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  • Grinder; Please help identify (pic)

    A grinder just came up somewhat locally that looks like it has a fair bit of tooling with it at a decent
    price (for this area!). Labelled Tacchella 3L.

    Thing is, I can't find a spit of info on the machine.. and I've never "grounded" -- though by the
    size it looks like a tool grinder to me.





    I'd be happy paying $1500 if this machine could do some surface grinding.. but again, can't really tell
    with my inexperienced eye.

    Cabinet looks like it has a divider, "tail stock", small mag plate (which is a good sign!), and a whole
    bunch of rocks.

    Any help greatly appreciated.

  • #2
    I don't know the brand, but it's a tool and cutter grinder. It looks like the PO may have done some small surface grinding with it and you could do that buy swiveling the spindle around fore and aft but it's not designed for surface grinding. If it's primarily surface grinding you want, this may have some limitations in travel. There isn't a back rail on it, but that could be arranged. The table is made so it can swivel, which you want to be able to do for taper grinding but not for square setups on surface grinding. All these features weigh as advantages for tool and cutter grinding along with the load of tooling - collets, motorized headstock, lots of different wheels etc.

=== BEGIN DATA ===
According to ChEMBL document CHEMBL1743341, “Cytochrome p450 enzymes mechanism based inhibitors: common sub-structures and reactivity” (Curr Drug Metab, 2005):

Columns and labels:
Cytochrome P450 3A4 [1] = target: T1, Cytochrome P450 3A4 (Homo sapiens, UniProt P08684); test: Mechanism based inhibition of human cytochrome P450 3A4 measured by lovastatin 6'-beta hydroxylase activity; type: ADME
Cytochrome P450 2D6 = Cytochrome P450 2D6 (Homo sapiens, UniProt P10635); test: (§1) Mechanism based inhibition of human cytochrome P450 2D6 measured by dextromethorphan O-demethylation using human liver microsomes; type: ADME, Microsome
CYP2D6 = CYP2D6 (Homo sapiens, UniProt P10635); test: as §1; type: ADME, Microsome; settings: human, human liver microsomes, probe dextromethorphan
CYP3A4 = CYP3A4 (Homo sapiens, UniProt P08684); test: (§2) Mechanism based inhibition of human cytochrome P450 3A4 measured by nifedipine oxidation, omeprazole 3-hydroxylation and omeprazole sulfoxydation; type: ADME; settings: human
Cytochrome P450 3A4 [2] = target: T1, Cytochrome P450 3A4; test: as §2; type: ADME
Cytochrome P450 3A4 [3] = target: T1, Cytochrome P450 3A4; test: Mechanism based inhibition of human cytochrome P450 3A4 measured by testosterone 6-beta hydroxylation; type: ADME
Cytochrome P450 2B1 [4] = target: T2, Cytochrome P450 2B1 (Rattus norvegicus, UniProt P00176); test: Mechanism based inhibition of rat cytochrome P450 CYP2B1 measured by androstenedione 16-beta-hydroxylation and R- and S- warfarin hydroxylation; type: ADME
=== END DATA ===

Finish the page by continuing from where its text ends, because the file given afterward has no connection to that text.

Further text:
What do you most need to do in the grinding department?
    .
    "People will occasionally stumble over the truth, but most of the time they will pick themselves up and carry on" : Winston Churchill

    Comment


    • #3
      thanks for the quick response TGT.. "need" is a strong word.. but mostly I think I'd like it to make small tooling.. parallels, V blocks.. sharpening
      mill tooling would be great, but I don't know if I'm that smart. Assuming thats a 'regular size' pallet it sitting on, what would you guess available
      travel might be? (conservative).

      I realize I'm asking some tough questions, but its about 2hr drive from me.. if it something that fits my hobby I'm willing to take the drive and kick
      its tires.

      Looks like Tacchella is still making machines, I might give them a call tomorrow and see how helpful they are for this old stuff.

      ps whats a backrail?

      Comment


      • #4
        Tony,

        The manufacturer will be your real source for specs. Just an eyeball looks about the size of a 6 x 12 surface grinder.

        The back rail on a grinder serves somewhat the same purpose that mounting a vise does on a mill table. It gives you a reference to the X axis. For instance you might want to be grinding the inside faces of a small angle plate. You'd do the flat face parallel to the chuck and you'd want to approach the vertical wall of the other leg of the angle plate and not quite touch it. But you don't want to dial it in every time you set it on the chuck. That's what the back rail is for. Slide one face up against the rail and you know your part is parallel to the travel.